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Thread: Densely quilted..after washing?

  1. #1
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    Densely quilted..after washing?

    I am totally new to longarm quilting (still in my meandering stage). I have seen some BEAUTIFUL custom quilting (quilted very densely) but I have been wondering, what do these quilts look like after washing? Or are they intended to never be washed? After washing, can you still see the quilting designs? I would love to see a picture of a densely quilted quilt that has been washed.

    Thanks
    Kim

  2. #2
    Senior Member Stitch124's Avatar
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    Densely Quilted - after washing?

    Not sure if this is dense enough for you but I did a lot of quilting especially in the squares on this T-shirt quilt that ended up being a queen size when done. I used a low-loft cotton batting and tried to do quilting in every square. I washed it already and it came out very soft and actually more puffy and cuddley. I would expect even densely quilted quilts would be more soft and cuddley after washing as well. I suppose it does depend on what the actual intentions are for the quilt. If it's meant to be a wall hanging then I would expect to press the quilt on the back after washing just to give it a very finished look. Otherwise, I would want it to look 'loved' and used.
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    Power Poster dunster's Avatar
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    Yes, they still look great after washing, sometimes even better than before.

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    Super Member Lori S's Avatar
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    Yes... dense quilting looks fine after washing. I find that it helps the over all life expectancy!

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    I recently did a rather dense pantograph with wool batting. I guess it was the wool batting, but after washing, it crinkled so much that you really have to look hard to see the design. It kind of seems a shame to have taken the time to do a specific feathery pattern that you really can't see easily. I plan to try a less dense pantograph with wool batting when I finally get time to do another and see how that turns out.

  6. #6
    Super Member nygal's Avatar
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    I like a quilt that has more dense stitches.
    When it seems like the world is falling to pieces remember that the pieces are falling into place. We are nearing closer to the End Times.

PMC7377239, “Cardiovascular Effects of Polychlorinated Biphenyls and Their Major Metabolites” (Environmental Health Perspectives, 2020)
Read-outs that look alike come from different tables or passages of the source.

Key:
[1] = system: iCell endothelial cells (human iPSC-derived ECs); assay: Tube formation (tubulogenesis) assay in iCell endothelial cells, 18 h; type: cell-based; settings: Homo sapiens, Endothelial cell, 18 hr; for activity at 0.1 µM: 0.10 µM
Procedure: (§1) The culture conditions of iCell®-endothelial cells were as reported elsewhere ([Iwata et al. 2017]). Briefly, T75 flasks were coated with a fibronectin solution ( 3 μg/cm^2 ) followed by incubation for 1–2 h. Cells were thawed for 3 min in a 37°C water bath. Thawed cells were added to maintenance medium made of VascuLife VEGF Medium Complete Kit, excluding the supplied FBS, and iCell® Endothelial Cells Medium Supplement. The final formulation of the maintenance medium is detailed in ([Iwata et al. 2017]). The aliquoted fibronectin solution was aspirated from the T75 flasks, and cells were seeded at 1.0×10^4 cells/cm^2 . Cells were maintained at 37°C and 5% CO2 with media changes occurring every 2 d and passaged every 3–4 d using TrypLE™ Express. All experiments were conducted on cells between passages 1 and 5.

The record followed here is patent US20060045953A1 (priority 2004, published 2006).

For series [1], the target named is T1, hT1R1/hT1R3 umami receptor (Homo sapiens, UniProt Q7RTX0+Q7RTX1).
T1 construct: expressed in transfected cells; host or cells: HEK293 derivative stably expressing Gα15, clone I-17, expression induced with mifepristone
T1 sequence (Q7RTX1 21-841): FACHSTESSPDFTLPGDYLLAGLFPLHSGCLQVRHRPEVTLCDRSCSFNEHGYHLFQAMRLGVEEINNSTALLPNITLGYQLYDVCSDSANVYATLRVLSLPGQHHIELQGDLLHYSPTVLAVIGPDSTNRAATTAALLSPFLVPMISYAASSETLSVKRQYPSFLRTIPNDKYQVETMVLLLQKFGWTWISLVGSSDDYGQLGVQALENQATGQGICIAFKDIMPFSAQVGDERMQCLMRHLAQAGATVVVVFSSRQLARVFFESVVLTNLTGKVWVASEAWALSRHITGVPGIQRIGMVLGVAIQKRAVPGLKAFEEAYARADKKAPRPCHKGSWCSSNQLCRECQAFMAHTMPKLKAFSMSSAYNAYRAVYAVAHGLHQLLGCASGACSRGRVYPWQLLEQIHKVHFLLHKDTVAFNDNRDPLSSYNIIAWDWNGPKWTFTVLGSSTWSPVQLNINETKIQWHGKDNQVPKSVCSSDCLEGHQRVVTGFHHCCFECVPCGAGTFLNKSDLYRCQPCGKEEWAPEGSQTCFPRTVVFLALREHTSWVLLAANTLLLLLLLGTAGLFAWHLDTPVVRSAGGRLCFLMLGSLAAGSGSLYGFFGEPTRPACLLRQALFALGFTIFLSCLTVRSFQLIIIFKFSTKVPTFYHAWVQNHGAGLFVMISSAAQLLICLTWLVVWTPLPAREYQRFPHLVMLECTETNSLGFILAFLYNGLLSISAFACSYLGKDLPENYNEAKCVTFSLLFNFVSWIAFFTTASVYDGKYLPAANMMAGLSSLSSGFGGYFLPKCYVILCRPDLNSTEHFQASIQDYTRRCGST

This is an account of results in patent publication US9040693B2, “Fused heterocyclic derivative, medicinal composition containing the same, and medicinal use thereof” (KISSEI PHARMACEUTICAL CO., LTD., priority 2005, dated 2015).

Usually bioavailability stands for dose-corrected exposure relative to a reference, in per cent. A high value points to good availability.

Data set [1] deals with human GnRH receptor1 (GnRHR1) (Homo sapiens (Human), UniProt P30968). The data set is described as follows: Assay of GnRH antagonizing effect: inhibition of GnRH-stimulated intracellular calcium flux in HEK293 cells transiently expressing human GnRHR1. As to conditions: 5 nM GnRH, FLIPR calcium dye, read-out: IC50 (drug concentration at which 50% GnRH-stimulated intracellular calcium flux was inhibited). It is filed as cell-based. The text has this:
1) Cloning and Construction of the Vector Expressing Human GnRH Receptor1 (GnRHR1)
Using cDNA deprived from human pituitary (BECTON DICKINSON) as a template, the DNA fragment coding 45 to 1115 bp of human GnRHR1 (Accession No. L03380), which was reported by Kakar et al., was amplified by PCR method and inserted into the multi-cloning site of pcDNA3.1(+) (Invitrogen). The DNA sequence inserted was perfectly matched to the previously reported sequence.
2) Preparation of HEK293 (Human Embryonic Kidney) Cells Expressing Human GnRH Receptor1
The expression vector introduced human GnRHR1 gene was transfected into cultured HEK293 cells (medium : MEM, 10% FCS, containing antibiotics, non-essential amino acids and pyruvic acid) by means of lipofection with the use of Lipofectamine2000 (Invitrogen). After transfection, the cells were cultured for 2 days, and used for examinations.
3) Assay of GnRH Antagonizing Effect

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    Power Poster ckcowl's Avatar
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    Quote Originally Posted by Nilla View Post
    I recently did a rather dense pantograph with wool batting. I guess it was the wool batting, but after washing, it crinkled so much that you really have to look hard to see the design. It kind of seems a shame to have taken the time to do a specific feathery pattern that you really can't see easily. I plan to try a less dense pantograph with wool batting when I finally get time to do another and see how that turns out.
    (this is surprising to me) I've used lots of wool batts- my favorite batting---and all of them I've used do not shrink --anywhere near as much as a warm & natural batt shrinks- I think it was probably your fabric that shrank---did you prewash your fabrics? the quilt that lives on my bed in the summer time is a whole cloth with wool batting- lightweight, fabulous---the quilting stitches show wonderfully--I know some of the 'big name' quilters use wool batting in their show quilts because it shows the stitching so beautifully.
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    Quote Originally Posted by ckcowl View Post
    (this is surprising to me) I've used lots of wool batts- my favorite batting---and all of them I've used do not shrink --anywhere near as much as a warm & natural batt shrinks- I think it was probably your fabric that shrank---did you prewash your fabrics? the quilt that lives on my bed in the summer time is a whole cloth with wool batting- lightweight, fabulous---the quilting stitches show wonderfully--I know some of the 'big name' quilters use wool batting in their show quilts because it shows the stitching so beautifully.
    I rarely prewash my fabrics and I'm sure I didn't for this one. Maybe that was the problem? The stitching was absolutely lovely before I washed it and I agree the wool batting made it show up so well. It's also softer and fluffier than my other quilts which are made with cotton batting. I'm still happy with the overall look, but yes, this one crinkled significantly more than normal.